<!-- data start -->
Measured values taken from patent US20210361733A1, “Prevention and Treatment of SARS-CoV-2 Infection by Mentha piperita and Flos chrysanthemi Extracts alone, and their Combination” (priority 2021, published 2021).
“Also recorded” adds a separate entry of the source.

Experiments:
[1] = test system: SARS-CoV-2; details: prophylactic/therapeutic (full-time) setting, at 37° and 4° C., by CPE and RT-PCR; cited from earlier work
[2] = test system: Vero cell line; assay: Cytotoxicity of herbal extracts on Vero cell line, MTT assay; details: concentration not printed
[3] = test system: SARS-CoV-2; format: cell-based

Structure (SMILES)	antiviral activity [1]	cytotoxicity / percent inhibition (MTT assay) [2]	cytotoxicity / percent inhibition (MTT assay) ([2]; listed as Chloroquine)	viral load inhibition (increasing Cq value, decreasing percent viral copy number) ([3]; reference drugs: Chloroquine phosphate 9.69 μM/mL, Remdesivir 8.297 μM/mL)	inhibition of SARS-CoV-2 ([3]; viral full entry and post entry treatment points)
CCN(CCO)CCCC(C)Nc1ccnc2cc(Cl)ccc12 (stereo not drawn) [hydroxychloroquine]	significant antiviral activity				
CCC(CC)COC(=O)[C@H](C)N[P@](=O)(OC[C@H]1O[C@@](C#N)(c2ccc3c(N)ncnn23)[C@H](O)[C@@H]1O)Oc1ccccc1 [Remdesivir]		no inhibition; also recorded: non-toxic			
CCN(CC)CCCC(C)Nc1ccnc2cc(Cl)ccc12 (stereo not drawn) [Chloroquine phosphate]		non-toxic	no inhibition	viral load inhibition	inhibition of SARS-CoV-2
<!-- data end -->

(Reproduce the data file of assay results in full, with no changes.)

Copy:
Measured values taken from patent US20210361733A1, “Prevention and Treatment of SARS-CoV-2 Infection by Mentha piperita and Flos chrysanthemi Extracts alone, and their Combination” (priority 2021, published 2021).
“Also recorded” adds a separate entry of the source.

Experiments:
[1] = test system: SARS-CoV-2; details: prophylactic/therapeutic (full-time) setting, at 37° and 4° C., by CPE and RT-PCR; cited from earlier work
[2] = test system: Vero cell line; assay: Cytotoxicity of herbal extracts on Vero cell line, MTT assay; details: concentration not printed
[3] = test system: SARS-CoV-2; format: cell-based

Structure (SMILES)	antiviral activity [1]	cytotoxicity / percent inhibition (MTT assay) [2]	cytotoxicity / percent inhibition (MTT assay) ([2]; listed as Chloroquine)	viral load inhibition (increasing Cq value, decreasing percent viral copy number) ([3]; reference drugs: Chloroquine phosphate 9.69 μM/mL, Remdesivir 8.297 μM/mL)	inhibition of SARS-CoV-2 ([3]; viral full entry and post entry treatment points)
CCN(CCO)CCCC(C)Nc1ccnc2cc(Cl)ccc12 (stereo not drawn) [hydroxychloroquine]	significant antiviral activity				
CCC(CC)COC(=O)[C@H](C)N[P@](=O)(OC[C@H]1O[C@@](C#N)(c2ccc3c(N)ncnn23)[C@H](O)[C@@H]1O)Oc1ccccc1 [Remdesivir]		no inhibition; also recorded: non-toxic			
CCN(CC)CCCC(C)Nc1ccnc2cc(Cl)ccc12 (stereo not drawn) [Chloroquine phosphate]		non-toxic	no inhibition	viral load inhibition	inhibition of SARS-CoV-2